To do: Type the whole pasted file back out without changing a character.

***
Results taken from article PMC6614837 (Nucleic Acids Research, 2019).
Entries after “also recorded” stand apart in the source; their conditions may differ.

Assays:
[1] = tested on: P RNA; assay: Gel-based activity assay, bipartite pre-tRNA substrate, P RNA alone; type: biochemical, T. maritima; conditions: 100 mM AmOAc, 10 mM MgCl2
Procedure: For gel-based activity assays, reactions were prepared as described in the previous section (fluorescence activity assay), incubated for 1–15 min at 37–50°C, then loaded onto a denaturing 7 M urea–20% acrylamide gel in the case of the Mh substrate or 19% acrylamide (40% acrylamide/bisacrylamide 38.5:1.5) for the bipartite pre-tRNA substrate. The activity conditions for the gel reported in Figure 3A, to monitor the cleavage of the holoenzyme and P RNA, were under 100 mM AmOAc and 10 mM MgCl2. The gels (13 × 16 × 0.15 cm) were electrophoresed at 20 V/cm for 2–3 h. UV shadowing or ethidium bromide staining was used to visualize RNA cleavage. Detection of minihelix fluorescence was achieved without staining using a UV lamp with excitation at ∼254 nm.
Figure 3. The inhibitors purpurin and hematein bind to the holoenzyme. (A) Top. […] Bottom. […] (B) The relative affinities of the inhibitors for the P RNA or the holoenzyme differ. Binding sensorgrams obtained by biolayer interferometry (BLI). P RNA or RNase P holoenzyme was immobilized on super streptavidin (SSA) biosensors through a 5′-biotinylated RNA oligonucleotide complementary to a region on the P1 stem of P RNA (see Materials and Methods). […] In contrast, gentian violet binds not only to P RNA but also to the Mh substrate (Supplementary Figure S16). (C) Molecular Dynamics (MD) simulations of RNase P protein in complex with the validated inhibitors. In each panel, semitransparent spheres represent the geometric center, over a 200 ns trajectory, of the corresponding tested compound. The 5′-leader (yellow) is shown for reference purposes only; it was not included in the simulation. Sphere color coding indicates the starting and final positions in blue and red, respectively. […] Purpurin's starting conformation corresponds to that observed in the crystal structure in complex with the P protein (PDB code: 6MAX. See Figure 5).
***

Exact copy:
Results taken from article PMC6614837 (Nucleic Acids Research, 2019).
Entries after “also recorded” stand apart in the source; their conditions may differ.

Assays:
[1] = tested on: P RNA; assay: Gel-based activity assay, bipartite pre-tRNA substrate, P RNA alone; type: biochemical, T. maritima; conditions: 100 mM AmOAc, 10 mM MgCl2
Procedure: For gel-based activity assays, reactions were prepared as described in the previous section (fluorescence activity assay), incubated for 1–15 min at 37–50°C, then loaded onto a denaturing 7 M urea–20% acrylamide gel in the case of the Mh substrate or 19% acrylamide (40% acrylamide/bisacrylamide 38.5:1.5) for the bipartite pre-tRNA substrate. The activity conditions for the gel reported in Figure 3A, to monitor the cleavage of the holoenzyme and P RNA, were under 100 mM AmOAc and 10 mM MgCl2. The gels (13 × 16 × 0.15 cm) were electrophoresed at 20 V/cm for 2–3 h. UV shadowing or ethidium bromide staining was used to visualize RNA cleavage. Detection of minihelix fluorescence was achieved without staining using a UV lamp with excitation at ∼254 nm.
Figure 3. The inhibitors purpurin and hematein bind to the holoenzyme. (A) Top. […] Bottom. […] (B) The relative affinities of the inhibitors for the P RNA or the holoenzyme differ. Binding sensorgrams obtained by biolayer interferometry (BLI). P RNA or RNase P holoenzyme was immobilized on super streptavidin (SSA) biosensors through a 5′-biotinylated RNA oligonucleotide complementary to a region on the P1 stem of P RNA (see Materials and Methods). […] In contrast, gentian violet binds not only to P RNA but also to the Mh substrate (Supplementary Figure S16). (C) Molecular Dynamics (MD) simulations of RNase P protein in complex with the validated inhibitors. In each panel, semitransparent spheres represent the geometric center, over a 200 ns trajectory, of the corresponding tested compound. The 5′-leader (yellow) is shown for reference purposes only; it was not included in the simulation. Sphere color coding indicates the starting and final positions in blue and red, respectively. […] Purpurin's starting conformation corresponds to that observed in the crystal structure in complex with the P protein (PDB code: 6MAX. See Figure 5).